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** Chemical reaction rate coefficients **

Equation (2) may be used for the rate constant k of a chemical reaction or applied to the diffusion coefficient in liquid or solid phases or to the fluidity of liquids (reciprocal of dynamic viscosity) or to the specific electrical conductivity of semiconductors. [Pg.75]

As for all chemical kinetic studies, to relate this measured correlation function to the diffusion coefficients and chemical rate constants that characterize the system, it is necessary to specify a specific chemical reaction mechanism. The rate of change of they th chemical reactant can be derived from an equation that couples diffusion and chemical reaction of the form (Elson and Magde, 1974) [Pg.117]

The constant k is called the specific rate constant (or just the rate constant) for the reaction at a particular temperature. The values of the exponents, x andy, and of the rate constant, k bear no necessary relationship to the coefficients in the balanced chemical equation for the overall reaction and must be determined experimentally. [Pg.656]

Because the reaction rate changes with time, and because the rate may be different for the various reactants and products (by factors that depend on the coefficients in the balanced equation), we must be very specific when we describe a rate for a chemical reaction. [Pg.708]

The rate constants (/c[and k]) and the stoichiometric coefficients (t and 1/ ) are all assumed to be known. Likewise, the reaction rate functions Rt for each reaction step, the equation of state for the density p, the specific enthalpies for the chemical species Hk, as well as the expression for the specific heat of the fluid cp must be provided. In most commercial CFD codes, user interfaces are available to simplify the input of these data. For example, for a combusting system with gas-phase chemistry, chemical databases such as Chemkin-II greatly simplify the process of supplying the detailed chemistry to a CFD code. [Pg.267]

The QRRK treatment of bimolecular chemical activation reactions considers in more detail the energy-dependence of the rate coefficients. Begin by modifying the chemical activation reaction scheme of Eqs. 9.132 to 9.134 to account for the specific energy levels of the rate constants and activated species. [Pg.433]

With a reactive solvent, the mass transfer coefficient may be enhanced by a factor E so that, for instance Kg is replaced by EKg. Like specific rates of ordinary chemical reactions, such enhancements must be found experimentally, although some theoretical relations for idealized situations have been found. Tables 8.1 and 8.2 show a few spot data. A particular [Pg.812]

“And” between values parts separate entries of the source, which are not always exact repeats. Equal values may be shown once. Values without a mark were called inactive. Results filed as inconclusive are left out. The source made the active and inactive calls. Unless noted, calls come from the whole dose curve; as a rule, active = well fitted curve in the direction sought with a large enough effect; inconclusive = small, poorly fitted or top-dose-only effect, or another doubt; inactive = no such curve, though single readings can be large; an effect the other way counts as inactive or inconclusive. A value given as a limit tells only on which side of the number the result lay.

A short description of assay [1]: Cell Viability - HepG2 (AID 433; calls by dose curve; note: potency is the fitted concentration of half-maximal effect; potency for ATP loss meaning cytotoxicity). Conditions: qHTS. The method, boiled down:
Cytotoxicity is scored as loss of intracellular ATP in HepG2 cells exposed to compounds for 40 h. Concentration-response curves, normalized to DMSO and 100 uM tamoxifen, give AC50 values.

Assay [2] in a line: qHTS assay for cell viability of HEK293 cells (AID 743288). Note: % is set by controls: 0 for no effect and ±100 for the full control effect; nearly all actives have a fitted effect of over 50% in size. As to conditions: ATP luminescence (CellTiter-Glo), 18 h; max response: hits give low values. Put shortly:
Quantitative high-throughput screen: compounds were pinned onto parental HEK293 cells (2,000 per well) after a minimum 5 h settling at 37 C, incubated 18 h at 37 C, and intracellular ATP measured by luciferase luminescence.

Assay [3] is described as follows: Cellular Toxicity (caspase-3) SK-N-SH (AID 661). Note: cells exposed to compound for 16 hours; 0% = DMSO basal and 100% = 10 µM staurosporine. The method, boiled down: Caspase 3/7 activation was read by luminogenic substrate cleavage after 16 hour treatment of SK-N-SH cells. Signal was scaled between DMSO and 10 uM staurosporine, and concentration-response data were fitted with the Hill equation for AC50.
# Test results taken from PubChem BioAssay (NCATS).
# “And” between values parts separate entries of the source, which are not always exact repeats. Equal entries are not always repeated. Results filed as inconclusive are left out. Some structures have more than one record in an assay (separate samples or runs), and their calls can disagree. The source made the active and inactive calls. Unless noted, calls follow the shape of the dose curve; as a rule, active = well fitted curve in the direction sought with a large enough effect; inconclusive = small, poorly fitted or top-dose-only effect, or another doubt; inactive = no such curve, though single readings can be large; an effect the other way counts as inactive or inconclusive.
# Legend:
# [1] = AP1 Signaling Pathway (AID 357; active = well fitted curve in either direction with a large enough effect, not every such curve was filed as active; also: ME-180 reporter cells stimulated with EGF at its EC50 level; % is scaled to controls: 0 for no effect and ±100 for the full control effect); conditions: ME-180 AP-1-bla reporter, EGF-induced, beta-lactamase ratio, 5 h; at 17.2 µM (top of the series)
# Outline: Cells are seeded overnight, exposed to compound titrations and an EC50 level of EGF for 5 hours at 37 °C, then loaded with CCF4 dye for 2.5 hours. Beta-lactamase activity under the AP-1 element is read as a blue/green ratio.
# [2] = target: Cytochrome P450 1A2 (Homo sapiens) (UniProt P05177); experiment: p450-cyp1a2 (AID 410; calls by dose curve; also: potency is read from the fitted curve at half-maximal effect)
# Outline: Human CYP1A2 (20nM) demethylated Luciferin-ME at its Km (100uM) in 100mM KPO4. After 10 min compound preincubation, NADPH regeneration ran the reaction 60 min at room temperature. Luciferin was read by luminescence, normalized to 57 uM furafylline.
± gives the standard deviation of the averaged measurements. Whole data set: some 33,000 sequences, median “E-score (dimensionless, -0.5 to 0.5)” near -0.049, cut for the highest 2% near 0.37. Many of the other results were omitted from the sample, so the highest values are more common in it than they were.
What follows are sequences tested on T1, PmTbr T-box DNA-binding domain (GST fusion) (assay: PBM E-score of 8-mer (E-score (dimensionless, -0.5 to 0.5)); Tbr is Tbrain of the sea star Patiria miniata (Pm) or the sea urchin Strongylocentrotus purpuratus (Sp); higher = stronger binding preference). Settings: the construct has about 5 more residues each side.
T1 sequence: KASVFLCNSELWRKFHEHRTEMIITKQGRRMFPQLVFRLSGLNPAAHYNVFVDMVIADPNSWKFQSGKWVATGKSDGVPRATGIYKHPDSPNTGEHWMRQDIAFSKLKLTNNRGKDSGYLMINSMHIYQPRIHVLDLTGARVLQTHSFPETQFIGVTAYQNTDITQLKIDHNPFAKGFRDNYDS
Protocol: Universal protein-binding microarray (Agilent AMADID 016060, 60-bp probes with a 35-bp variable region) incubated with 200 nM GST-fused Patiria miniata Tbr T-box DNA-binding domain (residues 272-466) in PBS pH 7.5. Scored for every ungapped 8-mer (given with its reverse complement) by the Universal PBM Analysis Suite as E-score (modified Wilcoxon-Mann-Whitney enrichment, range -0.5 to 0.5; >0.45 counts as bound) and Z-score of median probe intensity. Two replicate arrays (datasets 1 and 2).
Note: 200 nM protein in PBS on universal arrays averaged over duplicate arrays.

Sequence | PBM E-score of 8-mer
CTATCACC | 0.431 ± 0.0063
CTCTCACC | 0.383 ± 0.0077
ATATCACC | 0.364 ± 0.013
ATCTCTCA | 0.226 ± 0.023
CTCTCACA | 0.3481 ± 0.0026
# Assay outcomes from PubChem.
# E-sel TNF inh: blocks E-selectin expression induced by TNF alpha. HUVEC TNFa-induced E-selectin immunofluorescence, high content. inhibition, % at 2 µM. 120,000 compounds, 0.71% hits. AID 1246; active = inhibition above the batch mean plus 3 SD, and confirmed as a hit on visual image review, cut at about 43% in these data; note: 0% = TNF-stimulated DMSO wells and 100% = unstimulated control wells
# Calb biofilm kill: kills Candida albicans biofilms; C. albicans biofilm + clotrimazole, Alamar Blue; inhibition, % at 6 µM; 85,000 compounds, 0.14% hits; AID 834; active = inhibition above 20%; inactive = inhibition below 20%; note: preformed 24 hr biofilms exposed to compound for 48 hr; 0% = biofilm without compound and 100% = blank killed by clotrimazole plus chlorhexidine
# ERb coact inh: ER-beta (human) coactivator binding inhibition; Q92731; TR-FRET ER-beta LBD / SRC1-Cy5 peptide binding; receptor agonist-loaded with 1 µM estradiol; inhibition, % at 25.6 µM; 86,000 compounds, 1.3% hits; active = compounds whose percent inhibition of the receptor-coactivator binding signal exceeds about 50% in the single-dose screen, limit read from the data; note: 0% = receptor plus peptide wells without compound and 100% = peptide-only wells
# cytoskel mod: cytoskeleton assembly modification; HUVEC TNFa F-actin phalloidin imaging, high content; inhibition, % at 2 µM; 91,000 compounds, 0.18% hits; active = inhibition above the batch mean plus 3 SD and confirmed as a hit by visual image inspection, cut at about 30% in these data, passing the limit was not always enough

With a reactive solvent, the mass-transfer coefficient may be enhanced by a factor E so that, for instance. Kg is replaced by EKg. Like specific rates of ordinary chemical reactions, such enhancements must be found experimentally. There are no generalized correlations. Some calculations have been made for idealized situations, such as complete reaction in the liquid film. Tables 23-6 and 23-7 show a few spot data. On that basis, a tower for absorption of SO9 with NaOH is smaller than that with pure water by a factor of roughly 0.317/7.0 = 0.045. Table 23-8 lists the main factors that are needed for mathematical representation of KgO in a typical case of the absorption of CO9 by aqueous mouethauolamiue. Figure 23-27 shows some of the complex behaviors of equilibria and mass-transfer coefficients for the absorption of CO9 in solutions of potassium carbonate. Other than Henry s law, p = HC, which holds for some fairly dilute solutions, there is no general form of equilibrium relation. A typically complex equation is that for CO9 in contact with sodium carbonate solutions (Harte, Baker, and Purcell, Ind. Eng. Chem., 25, 528 [1933]), which is [Pg.2106]

Table 4 contains a collection of diffusion coefficients determined experimentally for a variety of adsorbate systems. It shows that the values may vary considerably, which is of course due to the specific bonding of the adsorbate to the surface under consideration. Surface diffusion plays a vital role in surface chemical reactions because it is one factor that determines the rates of the reactions. Those reactions with diffusion as the rate-determining step are called diffusion-limited reactions. The above-mentioned photoelectron emission microscope is an interesting tool to effectively study diffusion processes under reaction conditions [158], In the world of real catalysts, diffusion may be vital because the porous structure of the catalyst particle may impose stringent conditions on molecular diffusivities, which in turn leads to massive consequences for reaction yields. [Pg.289]

** Chemical reaction rate coefficients **

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